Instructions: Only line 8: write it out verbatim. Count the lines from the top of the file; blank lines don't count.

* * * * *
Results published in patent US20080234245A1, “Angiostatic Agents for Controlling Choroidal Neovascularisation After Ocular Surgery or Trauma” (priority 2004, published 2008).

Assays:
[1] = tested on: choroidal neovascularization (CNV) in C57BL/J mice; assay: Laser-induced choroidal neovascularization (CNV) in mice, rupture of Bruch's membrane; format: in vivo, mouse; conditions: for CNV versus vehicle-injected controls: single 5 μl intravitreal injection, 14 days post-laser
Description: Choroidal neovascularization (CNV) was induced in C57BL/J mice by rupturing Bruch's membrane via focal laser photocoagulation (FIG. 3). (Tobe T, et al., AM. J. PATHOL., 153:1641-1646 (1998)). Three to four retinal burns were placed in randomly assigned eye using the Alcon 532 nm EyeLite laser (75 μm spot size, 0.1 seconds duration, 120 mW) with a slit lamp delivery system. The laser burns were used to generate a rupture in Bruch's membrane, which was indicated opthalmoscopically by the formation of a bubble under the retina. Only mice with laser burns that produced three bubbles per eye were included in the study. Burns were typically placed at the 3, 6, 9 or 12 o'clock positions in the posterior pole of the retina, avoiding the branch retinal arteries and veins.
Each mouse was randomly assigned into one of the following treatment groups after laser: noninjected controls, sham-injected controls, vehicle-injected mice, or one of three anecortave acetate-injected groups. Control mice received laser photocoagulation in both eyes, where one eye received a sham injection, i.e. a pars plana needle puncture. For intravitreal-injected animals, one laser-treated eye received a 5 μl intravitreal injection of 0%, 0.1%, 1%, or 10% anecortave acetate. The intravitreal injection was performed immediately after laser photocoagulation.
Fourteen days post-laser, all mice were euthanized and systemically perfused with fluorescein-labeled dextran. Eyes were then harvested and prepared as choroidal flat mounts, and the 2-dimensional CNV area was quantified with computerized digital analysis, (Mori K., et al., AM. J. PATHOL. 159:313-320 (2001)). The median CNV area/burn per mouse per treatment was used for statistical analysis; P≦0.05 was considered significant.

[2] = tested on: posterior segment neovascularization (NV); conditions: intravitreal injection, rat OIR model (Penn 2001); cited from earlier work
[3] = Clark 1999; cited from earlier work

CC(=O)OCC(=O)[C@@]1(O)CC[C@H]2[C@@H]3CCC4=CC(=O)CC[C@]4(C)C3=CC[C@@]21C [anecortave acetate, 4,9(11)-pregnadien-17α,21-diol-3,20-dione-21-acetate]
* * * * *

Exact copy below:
[3] = Clark 1999; cited from earlier work